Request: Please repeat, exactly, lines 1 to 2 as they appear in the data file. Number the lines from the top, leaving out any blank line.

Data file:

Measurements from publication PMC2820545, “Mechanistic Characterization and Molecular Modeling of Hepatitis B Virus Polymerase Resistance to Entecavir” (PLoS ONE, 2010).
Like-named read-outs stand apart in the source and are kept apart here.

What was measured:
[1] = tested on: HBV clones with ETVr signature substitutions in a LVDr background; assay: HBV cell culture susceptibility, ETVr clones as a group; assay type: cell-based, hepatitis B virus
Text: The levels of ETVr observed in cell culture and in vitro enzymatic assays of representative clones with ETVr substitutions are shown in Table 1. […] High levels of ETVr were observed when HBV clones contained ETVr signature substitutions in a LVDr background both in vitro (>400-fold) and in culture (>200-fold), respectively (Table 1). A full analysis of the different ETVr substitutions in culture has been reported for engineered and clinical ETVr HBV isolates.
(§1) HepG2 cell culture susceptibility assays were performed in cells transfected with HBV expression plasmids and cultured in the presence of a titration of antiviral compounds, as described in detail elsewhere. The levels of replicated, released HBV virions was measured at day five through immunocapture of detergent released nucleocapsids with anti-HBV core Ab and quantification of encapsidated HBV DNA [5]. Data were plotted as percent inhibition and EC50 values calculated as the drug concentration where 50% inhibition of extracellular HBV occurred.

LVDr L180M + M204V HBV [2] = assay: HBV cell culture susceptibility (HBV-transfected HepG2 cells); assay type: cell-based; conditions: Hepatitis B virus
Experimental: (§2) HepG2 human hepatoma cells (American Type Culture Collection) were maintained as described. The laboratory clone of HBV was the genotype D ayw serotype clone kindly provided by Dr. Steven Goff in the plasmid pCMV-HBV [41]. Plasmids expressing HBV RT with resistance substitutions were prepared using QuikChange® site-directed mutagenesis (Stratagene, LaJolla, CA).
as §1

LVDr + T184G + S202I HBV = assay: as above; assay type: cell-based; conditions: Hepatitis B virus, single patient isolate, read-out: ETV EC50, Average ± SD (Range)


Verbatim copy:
Measurements from publication PMC2820545, “Mechanistic Characterization and Molecular Modeling of Hepatitis B Virus Polymerase Resistance to Entecavir” (PLoS ONE, 2010).
Like-named read-outs stand apart in the source and are kept apart here.